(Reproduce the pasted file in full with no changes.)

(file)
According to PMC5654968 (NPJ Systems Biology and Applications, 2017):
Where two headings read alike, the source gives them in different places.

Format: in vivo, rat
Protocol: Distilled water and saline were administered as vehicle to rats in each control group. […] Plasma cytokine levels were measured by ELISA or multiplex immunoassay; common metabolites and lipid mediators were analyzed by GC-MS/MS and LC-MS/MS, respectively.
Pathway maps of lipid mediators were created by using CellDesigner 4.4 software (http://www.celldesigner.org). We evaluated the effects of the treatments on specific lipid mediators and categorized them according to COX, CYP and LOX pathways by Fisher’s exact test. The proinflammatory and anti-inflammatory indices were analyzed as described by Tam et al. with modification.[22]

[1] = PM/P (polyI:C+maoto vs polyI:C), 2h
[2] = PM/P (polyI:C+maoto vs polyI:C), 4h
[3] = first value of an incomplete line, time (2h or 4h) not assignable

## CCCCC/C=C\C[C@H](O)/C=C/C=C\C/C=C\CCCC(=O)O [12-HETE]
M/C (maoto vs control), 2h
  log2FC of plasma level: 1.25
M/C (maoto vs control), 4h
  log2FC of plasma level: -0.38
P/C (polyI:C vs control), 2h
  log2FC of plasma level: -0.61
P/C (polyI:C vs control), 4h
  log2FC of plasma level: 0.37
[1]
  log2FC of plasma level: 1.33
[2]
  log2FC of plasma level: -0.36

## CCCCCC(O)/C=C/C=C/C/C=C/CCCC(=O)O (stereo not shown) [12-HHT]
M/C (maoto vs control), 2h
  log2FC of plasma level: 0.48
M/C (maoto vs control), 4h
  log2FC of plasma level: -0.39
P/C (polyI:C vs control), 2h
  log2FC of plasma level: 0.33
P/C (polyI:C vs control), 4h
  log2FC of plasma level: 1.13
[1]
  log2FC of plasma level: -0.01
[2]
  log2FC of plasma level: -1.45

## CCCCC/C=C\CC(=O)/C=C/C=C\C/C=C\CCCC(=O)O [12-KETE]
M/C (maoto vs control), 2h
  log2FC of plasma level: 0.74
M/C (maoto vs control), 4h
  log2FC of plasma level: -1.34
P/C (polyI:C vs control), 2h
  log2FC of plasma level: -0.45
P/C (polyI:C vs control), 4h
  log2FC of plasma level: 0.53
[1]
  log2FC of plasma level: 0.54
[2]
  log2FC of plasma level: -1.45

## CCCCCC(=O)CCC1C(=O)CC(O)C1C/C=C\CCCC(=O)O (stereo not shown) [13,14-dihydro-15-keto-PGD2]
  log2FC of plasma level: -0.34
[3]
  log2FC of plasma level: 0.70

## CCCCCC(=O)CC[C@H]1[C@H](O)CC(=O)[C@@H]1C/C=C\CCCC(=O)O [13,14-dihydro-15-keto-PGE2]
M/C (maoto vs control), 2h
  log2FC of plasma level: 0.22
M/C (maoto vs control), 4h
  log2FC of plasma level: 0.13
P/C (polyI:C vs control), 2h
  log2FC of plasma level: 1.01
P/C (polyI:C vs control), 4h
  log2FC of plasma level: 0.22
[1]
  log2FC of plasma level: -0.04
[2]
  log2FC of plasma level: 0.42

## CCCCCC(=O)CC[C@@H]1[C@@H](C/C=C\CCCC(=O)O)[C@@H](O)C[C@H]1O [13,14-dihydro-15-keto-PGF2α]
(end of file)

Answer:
According to PMC5654968 (NPJ Systems Biology and Applications, 2017):
Where two headings read alike, the source gives them in different places.

Format: in vivo, rat
Protocol: Distilled water and saline were administered as vehicle to rats in each control group. […] Plasma cytokine levels were measured by ELISA or multiplex immunoassay; common metabolites and lipid mediators were analyzed by GC-MS/MS and LC-MS/MS, respectively.
Pathway maps of lipid mediators were created by using CellDesigner 4.4 software (http://www.celldesigner.org). We evaluated the effects of the treatments on specific lipid mediators and categorized them according to COX, CYP and LOX pathways by Fisher’s exact test. The proinflammatory and anti-inflammatory indices were analyzed as described by Tam et al. with modification.[22]

[1] = PM/P (polyI:C+maoto vs polyI:C), 2h
[2] = PM/P (polyI:C+maoto vs polyI:C), 4h
[3] = first value of an incomplete line, time (2h or 4h) not assignable

## CCCCC/C=C\C[C@H](O)/C=C/C=C\C/C=C\CCCC(=O)O [12-HETE]
M/C (maoto vs control), 2h
  log2FC of plasma level: 1.25
M/C (maoto vs control), 4h
  log2FC of plasma level: -0.38
P/C (polyI:C vs control), 2h
  log2FC of plasma level: -0.61
P/C (polyI:C vs control), 4h
  log2FC of plasma level: 0.37
[1]
  log2FC of plasma level: 1.33
[2]
  log2FC of plasma level: -0.36

## CCCCCC(O)/C=C/C=C/C/C=C/CCCC(=O)O (stereo not shown) [12-HHT]
M/C (maoto vs control), 2h
  log2FC of plasma level: 0.48
M/C (maoto vs control), 4h
  log2FC of plasma level: -0.39
P/C (polyI:C vs control), 2h
  log2FC of plasma level: 0.33
P/C (polyI:C vs control), 4h
  log2FC of plasma level: 1.13
[1]
  log2FC of plasma level: -0.01
[2]
  log2FC of plasma level: -1.45

## CCCCC/C=C\CC(=O)/C=C/C=C\C/C=C\CCCC(=O)O [12-KETE]
M/C (maoto vs control), 2h
  log2FC of plasma level: 0.74
M/C (maoto vs control), 4h
  log2FC of plasma level: -1.34
P/C (polyI:C vs control), 2h
  log2FC of plasma level: -0.45
P/C (polyI:C vs control), 4h
  log2FC of plasma level: 0.53
[1]
  log2FC of plasma level: 0.54
[2]
  log2FC of plasma level: -1.45

## CCCCCC(=O)CCC1C(=O)CC(O)C1C/C=C\CCCC(=O)O (stereo not shown) [13,14-dihydro-15-keto-PGD2]
  log2FC of plasma level: -0.34
[3]
  log2FC of plasma level: 0.70

## CCCCCC(=O)CC[C@H]1[C@H](O)CC(=O)[C@@H]1C/C=C\CCCC(=O)O [13,14-dihydro-15-keto-PGE2]
M/C (maoto vs control), 2h
  log2FC of plasma level: 0.22
M/C (maoto vs control), 4h
  log2FC of plasma level: 0.13
P/C (polyI:C vs control), 2h
  log2FC of plasma level: 1.01
P/C (polyI:C vs control), 4h
  log2FC of plasma level: 0.22
[1]
  log2FC of plasma level: -0.04
[2]
  log2FC of plasma level: 0.42

## CCCCCC(=O)CC[C@@H]1[C@@H](C/C=C\CCCC(=O)O)[C@@H](O)C[C@H]1O [13,14-dihydro-15-keto-PGF2α]